Animals suffer from dental problems as we humans do, and in many cases, it can be so severe that tooth extraction is the best course of action from getting relief from pain. Tooth extraction is not something that is performed so easily in any circumstances. If your cat is suffering from moderate to severe periodic problems or a condition that is commonly known as feline tooth resorption, our veterinary dentist decides whether an extraction is the best course of action to prevent the issue from getting worsen.

When Is Tooth Extraction Necessary?

The feline periodontal disease is just like any other condition, which is defined by the inflammation and upcoming infection of the gums. Periodontal disease can also be referred to as dental disease, gum disease, and periodontitis, which is quite common in cats, almost 70% of felines develop some degree of the condition by the time your cat is 3 years old.

Periodontal disease occurs when plaque, which is an invisible, bacteria-laden film that is formed on the surface of your kitty’s teeth and penetrates below the gum line, causes swelling, bleeding, and besoreness. Eventually, infection occurs that can reach the jaw bone and into the bloodstream where it could damage major organs.

Since the periodontal disease cannot be reversed, hence it is essential that you do everything to help prevent it from happening, by brushing your cat’s teeth regularly. If a tooth is badly affected by periodontal disease, the tooth root will be compromised and may require extraction.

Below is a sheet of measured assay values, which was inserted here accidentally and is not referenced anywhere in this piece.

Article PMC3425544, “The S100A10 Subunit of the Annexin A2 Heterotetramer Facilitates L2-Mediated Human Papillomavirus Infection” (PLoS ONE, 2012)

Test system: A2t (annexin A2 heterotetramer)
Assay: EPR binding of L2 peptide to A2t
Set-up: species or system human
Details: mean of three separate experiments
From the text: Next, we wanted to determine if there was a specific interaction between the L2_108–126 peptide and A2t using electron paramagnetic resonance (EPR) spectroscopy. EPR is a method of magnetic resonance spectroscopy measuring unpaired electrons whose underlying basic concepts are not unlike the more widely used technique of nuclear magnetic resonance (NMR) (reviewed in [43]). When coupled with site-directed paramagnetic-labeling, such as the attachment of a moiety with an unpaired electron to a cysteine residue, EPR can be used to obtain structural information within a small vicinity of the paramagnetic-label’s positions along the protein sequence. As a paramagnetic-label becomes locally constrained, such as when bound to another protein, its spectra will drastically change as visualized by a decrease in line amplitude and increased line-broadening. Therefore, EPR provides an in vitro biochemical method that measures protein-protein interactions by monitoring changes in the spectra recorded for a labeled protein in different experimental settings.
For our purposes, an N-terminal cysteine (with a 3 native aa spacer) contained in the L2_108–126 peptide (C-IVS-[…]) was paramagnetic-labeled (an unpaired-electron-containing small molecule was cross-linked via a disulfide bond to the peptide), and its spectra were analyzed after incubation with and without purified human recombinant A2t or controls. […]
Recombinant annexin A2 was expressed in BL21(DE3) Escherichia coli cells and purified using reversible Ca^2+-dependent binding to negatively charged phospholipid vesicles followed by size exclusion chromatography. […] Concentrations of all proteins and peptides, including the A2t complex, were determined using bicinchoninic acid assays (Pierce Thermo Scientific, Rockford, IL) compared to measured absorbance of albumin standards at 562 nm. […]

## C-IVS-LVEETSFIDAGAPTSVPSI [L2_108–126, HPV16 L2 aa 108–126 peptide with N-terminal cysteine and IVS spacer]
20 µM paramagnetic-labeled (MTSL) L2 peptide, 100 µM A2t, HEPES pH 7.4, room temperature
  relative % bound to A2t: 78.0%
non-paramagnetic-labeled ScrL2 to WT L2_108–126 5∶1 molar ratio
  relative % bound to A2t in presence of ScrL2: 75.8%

Feline Tooth Resorption

Feline tooth resorption is a common and painful condition that can affect 50% of cats at some point during in their lifetime. In most cases, many owners are unaware of such conditions and do not recognize symptoms, due to which many cats do not get the on-time treatment when they needed.

Feline resorption occurs when the cat’s body starts to break down and reabsorb the structures that create the tooth, beginning from the enamel along the gum line, and then it continues to affect the whole tooth and there is a small bump remaining on the gums. The first sign of tooth resorption is the development of a cavity, which is often overlooked. Since cavities in cats are extremely rare, anything that looks like a cavity is almost a sign of tooth resorption.

Cats are good at hiding, including dental pain. However, there are some symptoms which include:

* Difficulty in eating or dropping food

* Bleeding in the gum line

* Loss of appetite

* Unusual behavior

* Weight loss

The good news is most cats make a speedy recovery from the extraction procedure, provided they only lost one or two teeth, and the kitty still has full function of the mouth.

It is very difficult for most owners to identify whether their cat is suffering from any dental problems. For this reason, having regular check-ups with your vet is very important, as they can spot the potential issues early and can arrange for necessary prevention or can start the treatment to stop your cat from suffering.

For more questions and detail about feline extractions, or if you would like an appointment for your cat, our team will be happy to assist you. Please call us today!